Green Fingers in Autumn
Down at Caves Folly Nursery in Colwall, Bridget is reflecting on planetary movement and its importance to gardeners.
The Autumn Equinox has just taken place and it’s a beautiful time of year.
As we orbit the sun it illuminates the northern or southern hemisphere more depending on where the earth is along its annual path through space. At two points in the year the sun illuminates the northern and southern hemispheres equally. These are known as the equinoxes and it means that as autumn begins in the northern hemisphere, spring gets underway in the southern hemisphere at exactly the same moment.
With the shorter days here in the north, the plants start to slow down and prepare for winter. The wonderful colours of the trees are stimulated by the lower light levels of shorter days. There is less sunlight for photosynthesis and so the chlorophyll in the leaves dies off along with its green pigment.
As the overpowering presence of chlorophyll disappears, other chemical elements in the leaves take over to produce an amazing array of reds, yellows, purples and oranges. Eventually all the pigments disappear and the plants becomes dormant for the winter.
At the risk of sounding too much like Professor Brian Cox I will get back down to earth! Back in the garden there is always lots for us to do at this time of year.
This is a good time to trim hedges. Do not cut berries off the hedges, the birds need them. Hawthorn hedges should be cut when the berries have all gone.
October is a good month for splitting perennials and planting new ones, spring bulbs can be planted now and you can plant up winter containers with bulbs and winter bedding.
If you don’t have space to overwinter half hardy plants such as osteospermums or salvias then take semi-ripe cuttings and grow them on a sunny windowsill.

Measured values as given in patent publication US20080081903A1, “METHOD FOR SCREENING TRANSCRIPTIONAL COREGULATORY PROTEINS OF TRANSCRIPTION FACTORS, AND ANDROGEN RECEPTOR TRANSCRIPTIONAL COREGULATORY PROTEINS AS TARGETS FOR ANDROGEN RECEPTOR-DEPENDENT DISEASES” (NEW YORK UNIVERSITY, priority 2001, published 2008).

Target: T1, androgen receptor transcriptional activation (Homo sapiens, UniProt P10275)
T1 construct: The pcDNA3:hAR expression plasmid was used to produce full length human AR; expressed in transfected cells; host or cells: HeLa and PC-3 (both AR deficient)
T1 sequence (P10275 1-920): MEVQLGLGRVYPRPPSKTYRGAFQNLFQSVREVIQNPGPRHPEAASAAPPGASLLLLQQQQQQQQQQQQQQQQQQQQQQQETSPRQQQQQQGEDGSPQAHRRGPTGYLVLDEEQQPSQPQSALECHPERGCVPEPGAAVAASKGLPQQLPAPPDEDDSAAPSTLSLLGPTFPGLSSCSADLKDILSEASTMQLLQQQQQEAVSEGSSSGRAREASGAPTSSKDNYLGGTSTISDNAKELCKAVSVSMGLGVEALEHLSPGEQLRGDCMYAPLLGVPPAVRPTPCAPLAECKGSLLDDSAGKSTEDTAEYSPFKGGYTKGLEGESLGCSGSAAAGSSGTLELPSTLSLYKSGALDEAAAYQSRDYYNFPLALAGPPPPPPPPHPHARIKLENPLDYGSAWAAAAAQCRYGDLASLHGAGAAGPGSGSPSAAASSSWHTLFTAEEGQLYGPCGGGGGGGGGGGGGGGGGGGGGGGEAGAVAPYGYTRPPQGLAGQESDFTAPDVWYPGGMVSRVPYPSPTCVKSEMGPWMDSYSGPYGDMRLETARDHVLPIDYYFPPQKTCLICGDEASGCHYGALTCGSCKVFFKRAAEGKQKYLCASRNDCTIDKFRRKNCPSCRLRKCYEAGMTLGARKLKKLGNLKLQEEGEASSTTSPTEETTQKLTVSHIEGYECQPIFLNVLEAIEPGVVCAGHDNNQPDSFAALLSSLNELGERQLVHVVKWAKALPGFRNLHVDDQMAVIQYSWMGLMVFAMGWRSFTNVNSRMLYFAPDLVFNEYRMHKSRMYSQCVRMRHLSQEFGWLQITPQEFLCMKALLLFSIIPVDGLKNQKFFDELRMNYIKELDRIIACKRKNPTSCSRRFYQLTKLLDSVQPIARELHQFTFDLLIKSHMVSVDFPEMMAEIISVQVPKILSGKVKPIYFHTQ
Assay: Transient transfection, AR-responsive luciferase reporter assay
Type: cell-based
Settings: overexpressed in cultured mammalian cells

Now is a good moment to treat pots with nematodes to kill vine weevils. Hardy annuals such as calendula, honesty, can be sown directly into the soil.
In the kitchen garden harvesting is a priority, so get produce in before the damp and mould take hold. Sow winter greens such as mustard leaf, pak choi, mizuna and lamb’s lettuce in a greenhouse or under cloches for late autumn and winter harvests.
Use biological controls to reduce the damage of coddling moth on apples and pears. Tidy up and clean around strawberries, old leaves can harbour pests and disease.
You can do your bit for wildlife and the environment as well. Buy plants from nurseries that will let you return pots or buy bare root, which all helps save the amount of plastic pots needed. Install water butts to collect rain water and leave areas of the garden with long grass, old woody stems and leaves that offer shelter to invertebrates and other creatures. Soon it will be time to start feeding the birds to help them survive the winter.
Nature will carry on regardless, so I hope you can find time to enjoy nature’s wonderful finale to the season.
Bridget runs Caves Folly Nurseries on Evendine Lane in Colwall (WR13 6DX). They are open from March until October, Thursdays to Saturdays from 10 - 5.
You can contact them on 01684 540631 or visit their website: